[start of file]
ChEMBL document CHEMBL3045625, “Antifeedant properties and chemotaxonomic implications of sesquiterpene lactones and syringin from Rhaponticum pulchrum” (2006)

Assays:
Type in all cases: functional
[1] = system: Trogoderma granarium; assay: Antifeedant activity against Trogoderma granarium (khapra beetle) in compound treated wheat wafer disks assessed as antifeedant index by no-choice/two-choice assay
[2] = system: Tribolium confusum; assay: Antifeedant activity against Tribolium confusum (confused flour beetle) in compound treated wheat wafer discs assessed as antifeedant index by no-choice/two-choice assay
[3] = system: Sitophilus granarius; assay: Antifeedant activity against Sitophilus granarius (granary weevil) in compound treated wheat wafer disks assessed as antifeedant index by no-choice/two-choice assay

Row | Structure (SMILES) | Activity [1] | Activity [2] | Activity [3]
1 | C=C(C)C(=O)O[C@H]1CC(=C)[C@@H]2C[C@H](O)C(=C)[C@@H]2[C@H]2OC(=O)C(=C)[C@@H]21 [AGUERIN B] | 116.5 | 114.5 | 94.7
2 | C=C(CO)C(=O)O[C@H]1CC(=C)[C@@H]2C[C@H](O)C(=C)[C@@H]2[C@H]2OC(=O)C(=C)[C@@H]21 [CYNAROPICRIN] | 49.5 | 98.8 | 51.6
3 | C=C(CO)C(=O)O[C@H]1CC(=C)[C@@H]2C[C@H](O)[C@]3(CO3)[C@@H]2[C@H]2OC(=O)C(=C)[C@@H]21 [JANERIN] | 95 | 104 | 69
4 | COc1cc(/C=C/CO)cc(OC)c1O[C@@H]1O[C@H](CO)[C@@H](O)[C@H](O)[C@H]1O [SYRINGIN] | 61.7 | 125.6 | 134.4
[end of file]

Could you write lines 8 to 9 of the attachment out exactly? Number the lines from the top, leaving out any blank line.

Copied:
1 | C=C(C)C(=O)O[C@H]1CC(=C)[C@@H]2C[C@H](O)C(=C)[C@@H]2[C@H]2OC(=O)C(=C)[C@@H]21 [AGUERIN B] | 116.5 | 114.5 | 94.7
2 | C=C(CO)C(=O)O[C@H]1CC(=C)[C@@H]2C[C@H](O)C(=C)[C@@H]2[C@H]2OC(=O)C(=C)[C@@H]21 [CYNAROPICRIN] | 49.5 | 98.8 | 51.6